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Check Out Matthew Grabelsky’s Story

Today we’d like to introduce you to Matthew Grabelsky.

Hi Matthew, thanks for joining us today. We’d love for you to start by introducing yourself.
I knew I wanted to make paintings when I took an art history class in college. I had been making art since I was a little kid, mostly sculptural mixed media stuff but had never painted much. That class opened my eyes to classical European oil painting. I remember going to the museum and seeing these amazing realistic paintings, and I had this overwhelming desire to make something like that.

After college, I moved to Florence and spent four years studying drawing and painting at a small private studio where the curriculum was modeled after how students were taught in the 19th-century European art academies. It was eight to ten hours a day of drawing and painting sculptures, nude models, portraits, and still lifes. The experience was amazing and it gave me the basic painting chops I needed to come up with my own style. After I finished my studies there, I continued refining my technique through experimentation and studying old paintings in museums. At the same time, I began to develop my own imagery that captured my unique blend of interests and inspirations, eventually hitting on my current body of work which features humorous images of people with animal heads.

Can you talk to us a bit about the challenges and lessons you’ve learned along the way. Looking back would you say it’s been easy or smooth in retrospect?
I always believed that I was going to make it. That isn’t to say I was cocky, rather I felt that if I just kept on pushing ahead with my work, I would eventually figure out how to make paintings that expressed what I wanted to say and hopefully also appealed to others so I could make a living at it. An art career is such a strange unpredictable path and I think you need a fair amount of blind faith to make it through all the ups and downs and bumps along the way without simply getting discouraged and quitting.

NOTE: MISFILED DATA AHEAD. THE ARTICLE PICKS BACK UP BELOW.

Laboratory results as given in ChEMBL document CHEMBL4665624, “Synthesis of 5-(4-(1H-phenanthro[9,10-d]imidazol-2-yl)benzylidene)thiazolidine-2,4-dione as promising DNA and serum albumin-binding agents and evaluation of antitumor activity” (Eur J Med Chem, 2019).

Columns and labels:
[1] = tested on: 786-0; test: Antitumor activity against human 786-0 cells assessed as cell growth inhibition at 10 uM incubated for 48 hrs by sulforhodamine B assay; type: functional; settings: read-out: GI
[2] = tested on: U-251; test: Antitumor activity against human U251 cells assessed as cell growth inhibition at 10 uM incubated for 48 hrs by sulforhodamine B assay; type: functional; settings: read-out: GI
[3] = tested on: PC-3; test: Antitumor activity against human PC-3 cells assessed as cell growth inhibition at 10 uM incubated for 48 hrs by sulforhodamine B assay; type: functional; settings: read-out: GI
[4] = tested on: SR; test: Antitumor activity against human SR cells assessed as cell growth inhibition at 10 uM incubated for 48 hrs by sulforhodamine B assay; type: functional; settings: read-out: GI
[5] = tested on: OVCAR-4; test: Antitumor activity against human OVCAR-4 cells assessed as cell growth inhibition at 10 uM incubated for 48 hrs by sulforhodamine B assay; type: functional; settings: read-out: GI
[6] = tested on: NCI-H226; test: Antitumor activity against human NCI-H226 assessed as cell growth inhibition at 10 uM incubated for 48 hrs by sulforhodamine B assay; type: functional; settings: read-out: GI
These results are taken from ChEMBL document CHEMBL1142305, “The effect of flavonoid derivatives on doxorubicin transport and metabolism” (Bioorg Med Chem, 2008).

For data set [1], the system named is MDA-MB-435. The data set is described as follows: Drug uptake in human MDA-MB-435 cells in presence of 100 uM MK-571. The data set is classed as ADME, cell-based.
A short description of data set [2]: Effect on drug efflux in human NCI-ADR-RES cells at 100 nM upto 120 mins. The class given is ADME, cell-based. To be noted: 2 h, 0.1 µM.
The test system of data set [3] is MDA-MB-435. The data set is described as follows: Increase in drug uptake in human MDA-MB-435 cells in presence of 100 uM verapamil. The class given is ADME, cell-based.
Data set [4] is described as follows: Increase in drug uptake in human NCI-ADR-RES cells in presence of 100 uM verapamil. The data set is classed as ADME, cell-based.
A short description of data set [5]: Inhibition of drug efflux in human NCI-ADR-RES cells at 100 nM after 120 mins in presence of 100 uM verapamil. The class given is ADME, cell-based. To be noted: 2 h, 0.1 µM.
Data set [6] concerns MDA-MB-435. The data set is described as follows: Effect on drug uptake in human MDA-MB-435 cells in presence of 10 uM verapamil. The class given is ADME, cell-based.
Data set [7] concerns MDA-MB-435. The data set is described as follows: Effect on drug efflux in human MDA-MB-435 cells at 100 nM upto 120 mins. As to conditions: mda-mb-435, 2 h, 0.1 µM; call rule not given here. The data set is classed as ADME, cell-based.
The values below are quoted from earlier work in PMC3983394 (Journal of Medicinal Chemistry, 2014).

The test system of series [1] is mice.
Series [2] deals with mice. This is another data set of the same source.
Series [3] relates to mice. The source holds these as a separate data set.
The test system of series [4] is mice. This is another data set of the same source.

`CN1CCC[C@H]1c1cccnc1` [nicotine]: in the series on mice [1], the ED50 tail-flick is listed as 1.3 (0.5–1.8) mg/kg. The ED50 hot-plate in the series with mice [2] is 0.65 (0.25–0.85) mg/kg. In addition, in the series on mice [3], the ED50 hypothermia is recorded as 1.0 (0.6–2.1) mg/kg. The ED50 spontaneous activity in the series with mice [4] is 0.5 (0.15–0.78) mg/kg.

One of my most difficult times came right before one of my biggest breaks. I had been painting for about ten years and had just enough sporadic sales to keep me going but I was starting to feel that maybe I was just a crazy, working all day to put these images in my head on canvases which were mostly stacking up in my studio. I went so far as to begin pondering a career change when Thinkspace Gallery here in Los Angeles expressed interest in my work and offered to show it. After a few groups shows with them, things started to take off for me, both career-wise and creatively. From there, I’ve never looked back.

As you know, we’re big fans of you and your work. For our readers who might not be as familiar what can you tell them about what you do?
I make realistic oil paintings of people with animal heads, often set on the New York City subway. I grew up in New York and the subway felt like circulatory system of the city. I’ve long been fascinated with mythology, starting from the stories my parents read to me when I was a child and then furthered by looking at classical paintings of Greek Mythology. I loved how those stories presented imaginative versions of the world that I could dream into. I wanted to create my own contemporary version of that and eventually hit upon the idea of painting anthropomorphic figures with animal heads sitting on the trains I grew up on. I often include humorous visual elements that connect to the characters in the paintings to tell a story. I love the juxtaposition of this very refined and precise style of detailed painting with lighthearted imagery that makes me laugh.

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